Drinks giant Diageo has countered an attack by the Scottish farmers union after it imported 3,000 tonnes of Swedish malt into Dundee.

NFU Scotland's combinable crops committee chairman, John Picken, said earlier this week that the union was "angry and disappointed but not surprised" at the decision of the major distiller.

"The timing of such an import gives a poor message to Scottish growers at a pivotal time for the Scottish cereal sector," Picken said.

"With tens of thousands of tonnes of malting quality grain from the 2008 harvest still in Scottish stores, and the 2009 harvest started amid huge uncertainty over prices, Scottish growers desperately need strong signals from grain buyers that their crops are needed and valued."

Import shipments at critical times of the year risked damaging relationships carefully built between maltsters and growers, Picken added. "There has been a lot of talk and effort put in to building up long term partnerships between farmers and distillers but imports like this at this time send out completely the wrong signals."

However, a spokesperson for Diageo told just-drinks today (14 August) that the company buys roughly a third of the total Scottish crop of malt, barley and wheat, and that its policy is to buy "over 90%" or "as much as we can" from Scottish farmers.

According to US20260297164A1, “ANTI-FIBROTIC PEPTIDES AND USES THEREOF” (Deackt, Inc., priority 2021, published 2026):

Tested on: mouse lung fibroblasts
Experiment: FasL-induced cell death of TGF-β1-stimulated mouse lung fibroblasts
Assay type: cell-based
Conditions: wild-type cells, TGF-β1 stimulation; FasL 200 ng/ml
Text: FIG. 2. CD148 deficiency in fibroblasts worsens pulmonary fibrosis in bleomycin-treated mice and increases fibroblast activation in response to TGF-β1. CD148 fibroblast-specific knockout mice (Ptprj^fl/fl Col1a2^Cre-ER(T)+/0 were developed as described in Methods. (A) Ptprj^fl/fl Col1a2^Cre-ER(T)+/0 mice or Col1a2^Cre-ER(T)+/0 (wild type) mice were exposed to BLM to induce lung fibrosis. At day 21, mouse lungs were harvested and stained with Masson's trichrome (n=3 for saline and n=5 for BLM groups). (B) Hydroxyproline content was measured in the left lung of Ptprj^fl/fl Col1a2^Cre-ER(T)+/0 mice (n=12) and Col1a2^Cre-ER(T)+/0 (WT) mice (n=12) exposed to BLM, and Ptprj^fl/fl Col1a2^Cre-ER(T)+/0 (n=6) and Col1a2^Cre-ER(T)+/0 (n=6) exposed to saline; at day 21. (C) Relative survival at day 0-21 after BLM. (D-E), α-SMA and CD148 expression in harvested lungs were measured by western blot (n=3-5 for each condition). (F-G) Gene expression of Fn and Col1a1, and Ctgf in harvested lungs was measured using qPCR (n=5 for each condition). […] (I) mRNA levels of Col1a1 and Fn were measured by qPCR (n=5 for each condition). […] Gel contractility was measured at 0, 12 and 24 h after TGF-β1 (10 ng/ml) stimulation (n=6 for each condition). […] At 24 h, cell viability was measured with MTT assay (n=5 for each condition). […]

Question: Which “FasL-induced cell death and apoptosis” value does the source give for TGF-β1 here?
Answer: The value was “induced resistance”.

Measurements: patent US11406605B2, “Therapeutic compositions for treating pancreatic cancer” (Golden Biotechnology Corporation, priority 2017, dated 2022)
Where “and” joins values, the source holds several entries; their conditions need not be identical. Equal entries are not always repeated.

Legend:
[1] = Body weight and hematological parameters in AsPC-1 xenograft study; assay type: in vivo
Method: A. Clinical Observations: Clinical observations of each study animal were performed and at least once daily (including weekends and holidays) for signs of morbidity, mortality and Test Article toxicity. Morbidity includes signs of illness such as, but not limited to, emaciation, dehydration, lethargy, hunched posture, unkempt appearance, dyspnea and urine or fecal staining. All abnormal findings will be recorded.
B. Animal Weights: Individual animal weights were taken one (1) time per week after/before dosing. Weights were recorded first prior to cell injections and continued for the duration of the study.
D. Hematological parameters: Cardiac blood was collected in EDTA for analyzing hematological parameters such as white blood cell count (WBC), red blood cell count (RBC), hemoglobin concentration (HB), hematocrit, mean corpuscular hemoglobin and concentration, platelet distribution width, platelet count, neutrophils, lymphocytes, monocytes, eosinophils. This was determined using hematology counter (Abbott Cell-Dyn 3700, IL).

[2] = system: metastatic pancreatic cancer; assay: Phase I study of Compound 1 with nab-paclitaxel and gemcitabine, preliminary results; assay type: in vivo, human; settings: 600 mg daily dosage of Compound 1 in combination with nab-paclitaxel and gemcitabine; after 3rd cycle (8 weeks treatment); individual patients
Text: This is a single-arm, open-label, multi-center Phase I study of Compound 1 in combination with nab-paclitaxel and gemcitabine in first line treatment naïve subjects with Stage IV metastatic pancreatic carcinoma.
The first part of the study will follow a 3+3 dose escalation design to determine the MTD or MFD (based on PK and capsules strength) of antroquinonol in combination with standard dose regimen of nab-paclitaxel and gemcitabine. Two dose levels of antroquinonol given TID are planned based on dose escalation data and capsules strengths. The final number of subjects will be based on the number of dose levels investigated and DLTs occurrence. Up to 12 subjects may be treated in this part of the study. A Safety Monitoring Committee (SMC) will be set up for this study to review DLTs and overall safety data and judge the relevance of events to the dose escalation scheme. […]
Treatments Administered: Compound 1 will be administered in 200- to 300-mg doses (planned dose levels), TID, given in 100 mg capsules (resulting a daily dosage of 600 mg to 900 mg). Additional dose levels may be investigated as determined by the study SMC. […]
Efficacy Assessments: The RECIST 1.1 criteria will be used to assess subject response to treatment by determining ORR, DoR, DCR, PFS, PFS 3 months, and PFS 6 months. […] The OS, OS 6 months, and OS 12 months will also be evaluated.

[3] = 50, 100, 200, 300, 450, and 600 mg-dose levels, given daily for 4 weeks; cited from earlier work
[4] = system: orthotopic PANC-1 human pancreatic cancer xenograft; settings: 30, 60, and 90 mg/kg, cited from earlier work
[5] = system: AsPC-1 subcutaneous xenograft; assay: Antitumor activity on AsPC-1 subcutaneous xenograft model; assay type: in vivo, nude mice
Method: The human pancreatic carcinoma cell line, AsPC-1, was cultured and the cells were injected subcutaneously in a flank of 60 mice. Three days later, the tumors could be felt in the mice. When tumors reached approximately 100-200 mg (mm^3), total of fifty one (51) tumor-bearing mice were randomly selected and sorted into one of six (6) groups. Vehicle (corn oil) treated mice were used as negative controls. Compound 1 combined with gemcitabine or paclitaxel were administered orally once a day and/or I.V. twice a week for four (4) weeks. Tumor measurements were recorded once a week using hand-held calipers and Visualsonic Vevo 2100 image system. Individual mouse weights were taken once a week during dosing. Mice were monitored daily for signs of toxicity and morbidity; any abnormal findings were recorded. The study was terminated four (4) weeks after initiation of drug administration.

However, the firm said it will always need to have a "hedge".

"You have the old crop from the harvest before, but you also have to wait for the new crop, so in order to ensure there isn't a gap, you set a contract early on to make sure you can bring in barley to cover any shortfall, if there is one," the spokesperson said.

"This particular load was actually bought almost a year ago now on contract and we couldn't get out of bringing it in. If you compare 3,000 tonnes with what we use, which is about 500,000 tonnes, it's a very small amount coming in and quite frankly we will continue to do that just to keep our distilleries running. It's been blown up a bit by the NFU … we have a good relationship with our farmers and early on in the year we settled contracts with them."